A Japanese city’s plan to amend a precedent-setting local law on gender equality and discrimination against homosexuals has set off protests by activists who say the law is being watered down. The plan coincides with growing concern among conservatives about a breakdown in traditional values, worries that prompted the government to include a caveat against trying to erase all sex-based differences in a gender equality plan last year.
The local assembly in Miyakonojo, a city of 171,000 some 900 km (560 miles) southwest of Tokyo, this week began debating a revision to a 2003 city law that explicitly bans discrimination based on gender or sexual orientation. Proposed changes to the law, called the "Law for a Gender Equal Society", would revise a sentence that reads: "In a gender-equal society, human rights should be respected for all people regardless of gender or sexual orientation."
The new phrasing would be: "In a gender-equal society, human rights should be respected for all people." City officials say the change would make the law, which comes to a vote on Sept. 22, easier to understand. " We feel that by saying ‘all people’ it’s understood that this includes everybody," said Meiko Kawasaki, who is in charge of gender equality. " As we see it, our position hasn’t changed," she said, adding that the city will issue a guidebook on enforcing the law saying there should be no discrimination based on gender or sexual orientation.
Activists, however, were outraged.
" We do not understand the reasons behind this at all," said Kanako Otsuji, a prefectural assembly member from the western city of Osaka and Japan’s first openly lesbian politician. " If it were clear that discrimination no longer existed, that would be one thing. But people are afraid of what they don’t understand," she said in a telephone interview from Miyakonojo, where she planned to meet city officials.
The international organisation Human Rights Watch issued a letter addressed to Miyakonojo mayor Makoto Nagamine on Thursday protesting the revision and urging the city to reconsider. " Language affirming equality on the basis of sexual orientation has been part of that ordinance since 2003," Scott Long, director of the group’s Lesbian, Gay, Bisexual and Transgender Rights Program, said in a statement from New York. " Its proposed removal … would send a damaging message that your community is regressing from the promise of equality."
Contentious from the start, the law was enacted late in 2003 by a vote of 13 to 12 after prolonged debate under a previous mayor, who was voted out the following year, media reports said.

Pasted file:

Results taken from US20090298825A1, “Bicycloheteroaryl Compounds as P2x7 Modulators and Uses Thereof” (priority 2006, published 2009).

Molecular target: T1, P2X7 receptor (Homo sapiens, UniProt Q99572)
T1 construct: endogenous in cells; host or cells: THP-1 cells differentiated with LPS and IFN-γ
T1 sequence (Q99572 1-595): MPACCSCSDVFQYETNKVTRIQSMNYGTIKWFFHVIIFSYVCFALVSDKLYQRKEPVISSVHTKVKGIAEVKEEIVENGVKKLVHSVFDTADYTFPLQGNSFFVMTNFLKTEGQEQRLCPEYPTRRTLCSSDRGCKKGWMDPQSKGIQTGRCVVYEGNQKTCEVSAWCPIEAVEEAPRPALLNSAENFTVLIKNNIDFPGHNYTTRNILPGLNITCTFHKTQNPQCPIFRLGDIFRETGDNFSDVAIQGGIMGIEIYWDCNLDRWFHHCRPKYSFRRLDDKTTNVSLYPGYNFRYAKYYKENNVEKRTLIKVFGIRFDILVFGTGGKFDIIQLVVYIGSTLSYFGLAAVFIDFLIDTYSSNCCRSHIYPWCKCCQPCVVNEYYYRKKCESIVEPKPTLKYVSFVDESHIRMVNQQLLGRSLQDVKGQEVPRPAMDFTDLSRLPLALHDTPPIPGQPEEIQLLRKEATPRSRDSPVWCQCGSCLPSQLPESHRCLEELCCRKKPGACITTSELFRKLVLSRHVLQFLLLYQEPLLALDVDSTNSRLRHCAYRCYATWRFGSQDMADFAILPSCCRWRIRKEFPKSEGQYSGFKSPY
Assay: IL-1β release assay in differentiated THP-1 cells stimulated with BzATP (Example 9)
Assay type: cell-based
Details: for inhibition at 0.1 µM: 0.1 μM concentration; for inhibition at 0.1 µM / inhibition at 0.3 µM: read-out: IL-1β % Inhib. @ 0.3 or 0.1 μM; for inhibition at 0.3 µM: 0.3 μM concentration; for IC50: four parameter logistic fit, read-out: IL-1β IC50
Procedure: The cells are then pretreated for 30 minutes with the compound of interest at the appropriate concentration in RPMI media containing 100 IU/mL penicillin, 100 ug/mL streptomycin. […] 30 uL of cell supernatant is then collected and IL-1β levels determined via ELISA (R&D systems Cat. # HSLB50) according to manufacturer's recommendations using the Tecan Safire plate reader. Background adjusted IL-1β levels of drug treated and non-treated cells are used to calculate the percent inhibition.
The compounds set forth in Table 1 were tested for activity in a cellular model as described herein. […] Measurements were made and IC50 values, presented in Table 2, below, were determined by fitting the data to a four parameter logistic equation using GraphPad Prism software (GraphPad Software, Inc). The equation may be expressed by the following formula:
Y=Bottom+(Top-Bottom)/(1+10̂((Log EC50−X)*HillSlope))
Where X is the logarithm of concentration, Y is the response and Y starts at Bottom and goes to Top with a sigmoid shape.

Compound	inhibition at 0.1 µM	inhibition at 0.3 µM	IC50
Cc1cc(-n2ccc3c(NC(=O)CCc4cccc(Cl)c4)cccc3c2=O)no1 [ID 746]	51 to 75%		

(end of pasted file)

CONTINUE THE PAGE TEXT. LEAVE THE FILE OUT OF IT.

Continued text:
After Miyakonojo merged this year with several neighboring towns, officials agreed to review all previous laws and held hearings to gain input from local citizens. No members of women’s groups or gay and lesbian groups were invited to take part in the hearings, Kawasaki said. " From the point of view of human rights, all people are included (under the law)," she said. "There’s no change in this."
A city official said no penalty is specified for breaking the law.
November 2, 2006
Drawn Together: The surging popularity of yaoi—graphic boy-on-boy comics—might be the genre’s downfall
by Eliza Strickland Village Voice
(Editor’s note: This article appeared originally in SF Weekly) http://www.villagev oice.com/ news/0645, weekly,74919, 2.html
The ponderous glass chandeliers dim in the hotel ballroom as the emcee takes the stage in front of a chattering crowd. It’s past 10 on a Saturday night, and time to give the attendees what they’ve been waiting for since the convention began on Friday afternoon: "fanservice. " "I know you’ve all been having fun so far, because there’s been a lot of discussion of DICK," the announcer says, with a grin for the crowd. "There’s also been some discussion of COCK. But the primary topic of discussion has been about . . . " — he holds the microphone out to the audience.
"BUTT SEX!" shriek almost 2,000 women, rearing up from their chairs. This isn’t a convention of wild, wanton sodomites, however; these women aren’t clamoring to perform the act themselves. Instead they want to see, read, and think about the man-on-man version. The event is Yaoi-Con 6, an annual gathering of those who live for yaoi — Japanese comics that tell stories of beautiful young men falling desperately, passionately in love, and often having enthusiastic butt sex. The twist is that the comics are created almost entirely by women artists and writers for an audience that’s primarily female, satisfying a craving that few knew existed. Each October, the most dedicated fans pay $60 for a weekend pass and often travel across the country to gather in a pair of bland hotels across from the San Francisco International Airport for "a celebration of male beauty and passion," as the convention’s Web site explains it.
The genre bubbled up in the United States as an Internet-fueled, underground fan phenomenon over the past decade, and began seeping into the mainstream only in the last three years, when importers and publishers of manga — the umbrella term for Japanese comics — realized that the market was there. Since 2003, at least five new publishing companies or imprints have launched to bring English- language yaoi to the fans, and they say they can’t publish quickly enough to keep up with demand. The books are also becoming increasingly popular with preteens and teenagers, creating an audible split in the fan base: The word yaoi is pronounced "yah-oi" by those with some knowledge of Japanese, and "yowee" by the legions of young girls who discover it on the Internet before they’ve ever tasted sushi. While some older fans who’ve come to Yaoi-Con since its beginning in 2001 are irritated by the infusion of giggly youth, they’re concerned about more than just the expansion of a previously exclusive club: Underage fans put the genre as a whole at risk. Since mainstream stores like Borders started stocking their shelves with yaoi, it’s become much easier for teenagers to bring home books that look like harmless comics to their parents, but which often feature graphic sex scenes. The proliferation of young fans has already led to the shutdown of a few beloved yaoi Web sites when outraged parents figured out what their kids were looking at and started making threats.